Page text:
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Israel-Palestine war: Jordanians try to storm Israeli embassy after Gaza hospital strike

Protesters forced back by security forces before entering the building, sources say
Jordanian protesters face off against security forces after being cleared from the Israeli embassy (MEE/Mohammad Ersan)
Jordanian protesters face off against security forces after being cleared from the Israeli embassy (MEE/Mohammad Ersan)
By Mohammad Ersan in Amman

Scores of Jordanian protesters attempted to storm the Israeli embassy in Amman after a reported Israeli strike on a hospital in the Gaza Strip killed at least 500 people.

A Jordanian security source denied rumours that the protesters had managed to storm the embassy, and told Middle East Eye that the protesters had been dealt with and removed from the surroundings.

Anas Mahmoud, an eyewitness, told MEE: "A group managed to reach the checkpoint near the embassy, ​​which is 200 metres away. Then, the public security officers arrived and dispersed them using tear gas.”

“The demonstrators retreated to the vicinity of the Kaloti Mosque, about 1km away from the Israeli embassy," he added.

Another witness, Mohammad Othman, said: “Security forces arrested dozens of protesters. The protesters went out spontaneously, without any organisation from a specific party. This was a response to the Israeli massacres.”

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Scores of protesters remained on the streets of Amman after being cleared from the area near the embassy, repeatedly trying to reach the building and chanting for the expulsion of the ambassador and the embassy's closure.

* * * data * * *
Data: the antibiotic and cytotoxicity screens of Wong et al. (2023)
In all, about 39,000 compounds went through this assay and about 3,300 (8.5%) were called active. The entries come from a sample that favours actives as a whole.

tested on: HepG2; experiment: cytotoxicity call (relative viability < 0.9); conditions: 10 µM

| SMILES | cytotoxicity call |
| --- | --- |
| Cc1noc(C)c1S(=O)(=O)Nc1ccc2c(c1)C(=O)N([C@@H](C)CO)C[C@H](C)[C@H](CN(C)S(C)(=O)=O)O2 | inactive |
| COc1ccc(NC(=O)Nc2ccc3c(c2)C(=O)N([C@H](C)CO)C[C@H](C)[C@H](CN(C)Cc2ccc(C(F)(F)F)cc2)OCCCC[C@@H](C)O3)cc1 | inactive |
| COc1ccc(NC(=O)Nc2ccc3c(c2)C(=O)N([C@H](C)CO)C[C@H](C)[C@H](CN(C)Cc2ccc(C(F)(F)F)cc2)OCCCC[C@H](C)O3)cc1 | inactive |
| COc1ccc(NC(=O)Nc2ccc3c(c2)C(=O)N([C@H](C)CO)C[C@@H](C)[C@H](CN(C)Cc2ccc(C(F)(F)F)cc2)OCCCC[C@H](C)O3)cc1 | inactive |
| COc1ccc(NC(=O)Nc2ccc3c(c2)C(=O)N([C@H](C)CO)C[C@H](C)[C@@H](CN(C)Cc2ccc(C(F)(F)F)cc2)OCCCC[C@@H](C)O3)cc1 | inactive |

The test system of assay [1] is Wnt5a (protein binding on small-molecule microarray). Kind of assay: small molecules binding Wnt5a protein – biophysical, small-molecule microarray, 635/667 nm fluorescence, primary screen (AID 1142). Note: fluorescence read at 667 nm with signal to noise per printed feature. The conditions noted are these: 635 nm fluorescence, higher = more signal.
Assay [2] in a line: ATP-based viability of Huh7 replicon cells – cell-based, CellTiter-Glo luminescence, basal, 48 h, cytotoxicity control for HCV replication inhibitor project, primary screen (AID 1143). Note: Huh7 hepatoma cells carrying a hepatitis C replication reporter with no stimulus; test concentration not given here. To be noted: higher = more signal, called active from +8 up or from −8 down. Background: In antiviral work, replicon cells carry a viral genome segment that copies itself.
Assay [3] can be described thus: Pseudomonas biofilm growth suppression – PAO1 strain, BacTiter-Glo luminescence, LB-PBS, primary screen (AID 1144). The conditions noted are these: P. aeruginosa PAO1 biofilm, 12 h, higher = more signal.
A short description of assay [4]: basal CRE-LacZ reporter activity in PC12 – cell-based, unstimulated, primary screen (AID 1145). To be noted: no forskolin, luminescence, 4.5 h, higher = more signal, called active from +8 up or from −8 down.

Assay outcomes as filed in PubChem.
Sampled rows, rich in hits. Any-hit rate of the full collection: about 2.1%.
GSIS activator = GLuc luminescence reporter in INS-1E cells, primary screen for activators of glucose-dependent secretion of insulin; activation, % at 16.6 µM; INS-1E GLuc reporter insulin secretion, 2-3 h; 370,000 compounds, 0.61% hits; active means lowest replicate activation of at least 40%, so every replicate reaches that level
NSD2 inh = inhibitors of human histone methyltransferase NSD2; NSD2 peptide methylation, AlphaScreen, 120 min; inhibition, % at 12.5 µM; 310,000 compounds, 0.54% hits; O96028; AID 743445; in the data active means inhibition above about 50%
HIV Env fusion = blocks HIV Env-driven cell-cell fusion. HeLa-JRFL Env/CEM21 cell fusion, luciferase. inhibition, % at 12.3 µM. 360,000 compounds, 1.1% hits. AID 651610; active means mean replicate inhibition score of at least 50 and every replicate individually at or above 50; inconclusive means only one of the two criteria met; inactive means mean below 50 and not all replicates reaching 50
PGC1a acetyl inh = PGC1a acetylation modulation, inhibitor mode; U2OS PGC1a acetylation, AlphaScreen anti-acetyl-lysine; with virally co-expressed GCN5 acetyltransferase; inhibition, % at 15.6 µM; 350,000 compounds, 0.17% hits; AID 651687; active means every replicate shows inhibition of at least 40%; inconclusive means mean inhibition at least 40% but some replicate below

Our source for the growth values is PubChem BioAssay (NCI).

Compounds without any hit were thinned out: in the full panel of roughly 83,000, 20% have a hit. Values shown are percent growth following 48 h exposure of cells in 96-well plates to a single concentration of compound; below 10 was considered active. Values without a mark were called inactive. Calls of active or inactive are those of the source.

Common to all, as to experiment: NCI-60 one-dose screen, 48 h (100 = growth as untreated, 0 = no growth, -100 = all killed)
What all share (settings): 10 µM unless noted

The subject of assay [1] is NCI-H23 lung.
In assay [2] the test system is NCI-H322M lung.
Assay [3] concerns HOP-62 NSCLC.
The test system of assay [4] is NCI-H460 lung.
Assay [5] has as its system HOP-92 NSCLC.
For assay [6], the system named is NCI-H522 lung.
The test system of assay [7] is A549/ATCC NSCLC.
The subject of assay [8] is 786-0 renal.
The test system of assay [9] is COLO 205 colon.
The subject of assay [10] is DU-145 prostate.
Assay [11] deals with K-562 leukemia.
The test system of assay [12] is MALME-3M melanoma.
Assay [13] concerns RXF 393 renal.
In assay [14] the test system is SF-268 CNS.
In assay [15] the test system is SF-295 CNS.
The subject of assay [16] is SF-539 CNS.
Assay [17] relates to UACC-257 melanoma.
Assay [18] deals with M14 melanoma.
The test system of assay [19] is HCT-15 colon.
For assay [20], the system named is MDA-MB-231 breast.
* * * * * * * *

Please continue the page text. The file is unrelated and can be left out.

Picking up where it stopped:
Earlier, the Gaza health ministry said an Israeli strike had hit al-Ahli Arab Hospital in Gaza City. Video footage of the aftermath showed bodies littered on the ground.

Al Jazeera Arabic correspondent Wael al-Dahdouh said he saw “body parts and dismembered corpses of children and women, young and old”.

Israel denied responsibility, claiming a rocket belonging to the Palestinian Islamic Jihad failed to launch properly and hit the hospital.

Jordan's King Abdullah II, however, blamed Israel and described the incident as a "massacre" and "war crime".

The Jordanian government declared three days of mourning for those killed in the hospital strike.

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Israel has been waging a ferocious bombing campaign on the Gaza Strip since 7 October, when hundreds of Palestinian fighters attacked Israeli communities near the coastal enclave.

Around 1,400 Israelis were killed in the Palestinian attack, with more than 3,000 Palestinians killed in the subsequent bombing in response to the Hamas-led attack.

Protests also broke out in cities across the Middle East and North Africa following the air strike on the hospital.

In the occupied West Bank city of Ramallah, Palestinian Authority security forces used live fire to disperse protesters.

Local media reported hundreds of people rallying after the bombing in Ramallah, Hebron, Jenin, Tulkarm, Tubas, and other cities. 

Protesters marched towards local Palestinian Authority headquarters, demanding more action to confront Israel and support the Gaza Strip.

Demonstrations were also held in Istanbul, Beirut, Baghdad, and Syria’s Idlib.

Scores of Jordanians protest in Amman after the strike on a Gaza hospital (MEE/Mohammad Ersan)
Scores of Jordanians protest in Amman after the air strike on a Gaza hospital (MEE/Mohammad Ersan)

Earlier on Tuesday, hundreds of people marched to Amman's main government building, condemning Wednesday's planned visit of US President Joe Biden.

They also demanded the cancellation of the agreement to tax natural gas from Israel, which Jordan signed in 2016.

Secretary General of the Islamic Action Front Party Murad al-Adaileh, a member of the National Forum that organised the march, told MEE: “We will hold a sit-in tomorrow, Wednesday, to preach the Maghrib prayer in front of the American embassy in Jordan in rejection of America’s support for the Israeli occupation”.

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